Measles patient ordered into isolation, but remains in the ED for 12 hours

'Hypervigilance,' clearly defined process can help avoid such incidents

This was the stuff of an ED manager's nightmare: A 36-year-old woman with measles, thought to be the source of an eventual outbreak of measles in February 2008, was kept in the ED of Northwest Medical Center in Tucson, AZ, for more than 12 hours after a physician had ordered that she be placed in isolation. To add insult to injury, she had presented to the same ED a day earlier complaining of flu-like symptoms. She was misdiagnosed, given an antibiotic and discharged.

A state investigation subsequently showed that no isolation precautions were taken at either visit, and the hospital was fined $1,000 for waiting too long to isolate the patient.

The hospital has worked with the state to develop a correction plan, and now has an action plan in place, says spokeswoman Kim Chimene, although she would not provide any details.

Experts say there are several steps ED managers can take to ensure that isolation orders are followed. "There needs to be some clear delineation of responsibility once [isolation is] ordered," says Matt Keadey, MD, the medical director of the ED at Emory University Hospital in Atlanta. "You need to have a process set up, and there needs to be some semblance of early identification; if not, you'll end up with those patients out there [in the waiting room] with everyone else."

James G. Adams, MD, chair of emergency medicine at Northwestern Memorial Hospital in Chicago, agrees. "You need to have hypervigilance, knowing that anything can take an interesting twist," he says. For example, Adams notes, measles initially might resemble a viral infection. "This one was recognized by the doctor, but hypervigilance means that everybody should be alert and aware," Adams says. Sometimes, he says, even the department secretary might recognize something odd or "off" that is not being recognized by the staff. "I've had circumstances where a secretary pointed out that a person looked 'different,'" he recalls. "That prompted me to look at them, and it turned out they had just had a stroke in the waiting room."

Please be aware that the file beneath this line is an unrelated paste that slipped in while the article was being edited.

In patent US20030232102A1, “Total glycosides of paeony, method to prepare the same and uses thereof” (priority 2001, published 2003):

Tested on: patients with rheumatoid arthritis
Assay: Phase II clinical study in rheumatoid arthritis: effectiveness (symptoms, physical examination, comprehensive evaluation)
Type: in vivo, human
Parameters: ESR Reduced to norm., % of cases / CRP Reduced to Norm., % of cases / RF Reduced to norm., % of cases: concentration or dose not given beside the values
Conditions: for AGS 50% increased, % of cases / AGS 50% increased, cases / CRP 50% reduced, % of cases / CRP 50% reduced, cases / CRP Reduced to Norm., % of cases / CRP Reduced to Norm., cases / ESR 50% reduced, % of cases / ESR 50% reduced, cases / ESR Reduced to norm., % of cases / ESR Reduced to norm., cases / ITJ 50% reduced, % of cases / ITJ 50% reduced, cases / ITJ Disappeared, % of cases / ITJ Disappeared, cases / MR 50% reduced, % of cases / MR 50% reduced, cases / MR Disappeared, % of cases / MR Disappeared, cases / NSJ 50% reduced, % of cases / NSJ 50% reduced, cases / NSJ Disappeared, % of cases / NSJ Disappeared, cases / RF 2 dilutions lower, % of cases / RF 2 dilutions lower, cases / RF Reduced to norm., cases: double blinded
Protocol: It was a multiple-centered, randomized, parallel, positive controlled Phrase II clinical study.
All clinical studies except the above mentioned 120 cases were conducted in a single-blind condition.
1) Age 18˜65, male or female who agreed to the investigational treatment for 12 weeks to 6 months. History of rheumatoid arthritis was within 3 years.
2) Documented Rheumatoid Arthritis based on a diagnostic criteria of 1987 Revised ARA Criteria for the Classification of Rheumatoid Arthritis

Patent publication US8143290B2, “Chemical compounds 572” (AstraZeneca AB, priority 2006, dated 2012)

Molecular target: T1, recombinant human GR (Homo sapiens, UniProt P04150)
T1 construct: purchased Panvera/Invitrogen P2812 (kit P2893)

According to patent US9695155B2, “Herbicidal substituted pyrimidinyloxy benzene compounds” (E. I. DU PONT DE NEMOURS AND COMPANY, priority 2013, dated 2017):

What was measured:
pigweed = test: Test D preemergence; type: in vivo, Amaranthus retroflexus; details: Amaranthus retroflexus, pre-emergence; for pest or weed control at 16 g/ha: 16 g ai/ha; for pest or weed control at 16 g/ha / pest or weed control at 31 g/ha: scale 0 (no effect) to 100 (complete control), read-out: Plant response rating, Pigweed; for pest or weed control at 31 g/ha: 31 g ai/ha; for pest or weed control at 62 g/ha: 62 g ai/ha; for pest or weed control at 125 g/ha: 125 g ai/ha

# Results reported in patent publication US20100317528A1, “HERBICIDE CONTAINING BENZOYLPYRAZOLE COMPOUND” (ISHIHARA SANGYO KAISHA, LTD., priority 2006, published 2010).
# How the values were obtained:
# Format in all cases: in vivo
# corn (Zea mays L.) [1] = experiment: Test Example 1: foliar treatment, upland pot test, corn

Keadey takes a similar approach. "It's the responsibility of everyone," he says. "What this scenario sounds like is they were waiting on an isolation bed upstairs, but the doctor may not have communicated this to his or her own staff."

Information can be communicated electronically, Keadey says, "but if it's critical, face to face and voice to voice is by far the best way to do it." If a doctor wants to isolate a patient, he says, "I would say tell the individual nurse responsible for caring for the person, and then the charge nurse if you do not get the response you need." If necessary, Keadey adds, you could even take it to a person on a higher level.

Your infection control professional also is a key member of the team, says Keadey. "They are not only valuable for developing protocols for identifying patients with infectious diseases, but if there is any uncertainty about whether to isolate a patient, they can be an invaluable resource," he says.

Create a culture of ED teamwork

One of the most effective ways for identifying and responding quickly to an infectious patient is to create a culture of teamwork, Adams says.

"You must have an atmosphere of welcoming everyone's input — avoid an authority gradient, where staff members are reluctant to address those who 'outrank' them," he says. He likens the situation in the ED to flying a ship to the Moon. "If anybody notices something wrong, they'd better bring it up, or it could have bad consequences."

In terms of the isolation order that wasn't followed, "how do these orders get communicated from team to team?" he asks. "Was the order ignored because it was too much trouble, or was the effort needed to get the patient isolated too tough?

Communication, and high recognition of everyone on the front lines, can keep problems such as these from escalating, Adams argues. Meetings will not work, he says. "It's a day-to-day culture," Adams says." If secretaries have a concern, they should be listened to and made to feel they are an important part of the team," he says. "If they feel respected, their performance will go up," Adams says.

At Adams' ED, "we will entertain any comment about anything," he says. "We all have to pitch in." Creating this "ultimate teamwork" takes a lot of on-unit positive communication, Adams says. "Congratulate someone if they pick up an error," he advises. "Don't blame them."

Sources

For more information on improving isolation procedures, contact:

  • James G. Adams, MD, Chair of Emergency Medicine, Northwestern Memorial Hospital, Chicago. Phone: (312) 694-7000.
  • Matt Keadey, MD, ED Medical Director, Emory University Hospital, Atlanta. Phone: (404) 778-5975.